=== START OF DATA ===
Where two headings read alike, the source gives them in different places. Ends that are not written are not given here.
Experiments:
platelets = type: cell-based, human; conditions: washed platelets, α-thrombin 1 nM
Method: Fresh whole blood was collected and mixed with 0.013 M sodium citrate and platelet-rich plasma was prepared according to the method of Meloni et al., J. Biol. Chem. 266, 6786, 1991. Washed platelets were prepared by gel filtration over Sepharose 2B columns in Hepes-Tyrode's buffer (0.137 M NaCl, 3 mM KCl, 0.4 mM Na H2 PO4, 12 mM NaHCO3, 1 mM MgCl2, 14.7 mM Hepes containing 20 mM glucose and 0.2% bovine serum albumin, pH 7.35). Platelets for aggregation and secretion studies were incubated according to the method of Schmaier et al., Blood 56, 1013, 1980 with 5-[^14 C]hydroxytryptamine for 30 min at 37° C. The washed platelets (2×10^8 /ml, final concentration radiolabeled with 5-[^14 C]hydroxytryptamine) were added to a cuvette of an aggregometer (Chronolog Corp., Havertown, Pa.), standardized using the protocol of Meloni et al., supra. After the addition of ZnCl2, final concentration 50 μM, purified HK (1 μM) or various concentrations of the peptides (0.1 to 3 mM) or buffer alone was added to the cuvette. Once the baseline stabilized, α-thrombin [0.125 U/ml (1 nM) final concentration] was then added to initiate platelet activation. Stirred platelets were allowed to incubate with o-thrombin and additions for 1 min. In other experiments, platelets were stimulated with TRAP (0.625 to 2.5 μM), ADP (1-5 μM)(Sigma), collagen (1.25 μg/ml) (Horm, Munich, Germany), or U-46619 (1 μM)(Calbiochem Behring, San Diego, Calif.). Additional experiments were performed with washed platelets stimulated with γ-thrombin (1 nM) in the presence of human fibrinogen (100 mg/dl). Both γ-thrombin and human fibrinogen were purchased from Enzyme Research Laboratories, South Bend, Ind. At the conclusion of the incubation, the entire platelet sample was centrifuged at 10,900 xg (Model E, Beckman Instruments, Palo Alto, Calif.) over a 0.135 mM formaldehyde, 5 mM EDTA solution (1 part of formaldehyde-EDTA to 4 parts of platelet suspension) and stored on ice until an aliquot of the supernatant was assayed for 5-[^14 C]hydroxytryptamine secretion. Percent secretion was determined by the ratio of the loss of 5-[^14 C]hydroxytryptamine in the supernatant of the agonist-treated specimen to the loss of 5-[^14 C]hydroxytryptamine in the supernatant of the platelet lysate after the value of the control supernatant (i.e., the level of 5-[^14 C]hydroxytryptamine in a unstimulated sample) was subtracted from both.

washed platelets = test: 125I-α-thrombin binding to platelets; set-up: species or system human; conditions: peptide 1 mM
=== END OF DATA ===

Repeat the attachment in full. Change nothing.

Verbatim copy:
Where two headings read alike, the source gives them in different places. Ends that are not written are not given here.
Experiments:
platelets = type: cell-based, human; conditions: washed platelets, α-thrombin 1 nM
Method: Fresh whole blood was collected and mixed with 0.013 M sodium citrate and platelet-rich plasma was prepared according to the method of Meloni et al., J. Biol. Chem. 266, 6786, 1991. Washed platelets were prepared by gel filtration over Sepharose 2B columns in Hepes-Tyrode's buffer (0.137 M NaCl, 3 mM KCl, 0.4 mM Na H2 PO4, 12 mM NaHCO3, 1 mM MgCl2, 14.7 mM Hepes containing 20 mM glucose and 0.2% bovine serum albumin, pH 7.35). Platelets for aggregation and secretion studies were incubated according to the method of Schmaier et al., Blood 56, 1013, 1980 with 5-[^14 C]hydroxytryptamine for 30 min at 37° C. The washed platelets (2×10^8 /ml, final concentration radiolabeled with 5-[^14 C]hydroxytryptamine) were added to a cuvette of an aggregometer (Chronolog Corp., Havertown, Pa.), standardized using the protocol of Meloni et al., supra. After the addition of ZnCl2, final concentration 50 μM, purified HK (1 μM) or various concentrations of the peptides (0.1 to 3 mM) or buffer alone was added to the cuvette. Once the baseline stabilized, α-thrombin [0.125 U/ml (1 nM) final concentration] was then added to initiate platelet activation. Stirred platelets were allowed to incubate with o-thrombin and additions for 1 min. In other experiments, platelets were stimulated with TRAP (0.625 to 2.5 μM), ADP (1-5 μM)(Sigma), collagen (1.25 μg/ml) (Horm, Munich, Germany), or U-46619 (1 μM)(Calbiochem Behring, San Diego, Calif.). Additional experiments were performed with washed platelets stimulated with γ-thrombin (1 nM) in the presence of human fibrinogen (100 mg/dl). Both γ-thrombin and human fibrinogen were purchased from Enzyme Research Laboratories, South Bend, Ind. At the conclusion of the incubation, the entire platelet sample was centrifuged at 10,900 xg (Model E, Beckman Instruments, Palo Alto, Calif.) over a 0.135 mM formaldehyde, 5 mM EDTA solution (1 part of formaldehyde-EDTA to 4 parts of platelet suspension) and stored on ice until an aliquot of the supernatant was assayed for 5-[^14 C]hydroxytryptamine secretion. Percent secretion was determined by the ratio of the loss of 5-[^14 C]hydroxytryptamine in the supernatant of the agonist-treated specimen to the loss of 5-[^14 C]hydroxytryptamine in the supernatant of the platelet lysate after the value of the control supernatant (i.e., the level of 5-[^14 C]hydroxytryptamine in a unstimulated sample) was subtracted from both.

washed platelets = test: 125I-α-thrombin binding to platelets; set-up: species or system human; conditions: peptide 1 mM